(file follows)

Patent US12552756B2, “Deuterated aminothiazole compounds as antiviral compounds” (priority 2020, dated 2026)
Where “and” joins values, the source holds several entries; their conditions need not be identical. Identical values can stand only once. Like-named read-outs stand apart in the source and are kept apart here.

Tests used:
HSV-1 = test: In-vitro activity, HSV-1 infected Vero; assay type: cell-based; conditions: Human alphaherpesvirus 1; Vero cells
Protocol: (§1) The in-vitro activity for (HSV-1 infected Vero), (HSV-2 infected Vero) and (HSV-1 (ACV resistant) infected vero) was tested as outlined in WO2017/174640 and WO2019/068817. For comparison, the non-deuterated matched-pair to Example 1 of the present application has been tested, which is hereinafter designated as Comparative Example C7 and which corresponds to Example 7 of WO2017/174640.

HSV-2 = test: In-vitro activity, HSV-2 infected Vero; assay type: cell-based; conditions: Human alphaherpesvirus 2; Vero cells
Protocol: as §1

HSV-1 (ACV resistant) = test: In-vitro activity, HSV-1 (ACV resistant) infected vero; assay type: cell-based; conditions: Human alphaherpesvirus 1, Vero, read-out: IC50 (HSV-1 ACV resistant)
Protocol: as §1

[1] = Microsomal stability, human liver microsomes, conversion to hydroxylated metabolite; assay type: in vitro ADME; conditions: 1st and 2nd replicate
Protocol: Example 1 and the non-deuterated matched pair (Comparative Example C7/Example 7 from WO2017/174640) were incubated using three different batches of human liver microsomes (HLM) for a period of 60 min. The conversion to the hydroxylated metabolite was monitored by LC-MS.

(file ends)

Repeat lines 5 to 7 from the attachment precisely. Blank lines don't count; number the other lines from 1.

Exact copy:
Protocol: (§1) The in-vitro activity for (HSV-1 infected Vero), (HSV-2 infected Vero) and (HSV-1 (ACV resistant) infected vero) was tested as outlined in WO2017/174640 and WO2019/068817. For comparison, the non-deuterated matched-pair to Example 1 of the present application has been tested, which is hereinafter designated as Comparative Example C7 and which corresponds to Example 7 of WO2017/174640.

HSV-2 = test: In-vitro activity, HSV-2 infected Vero; assay type: cell-based; conditions: Human alphaherpesvirus 2; Vero cells
Protocol: as §1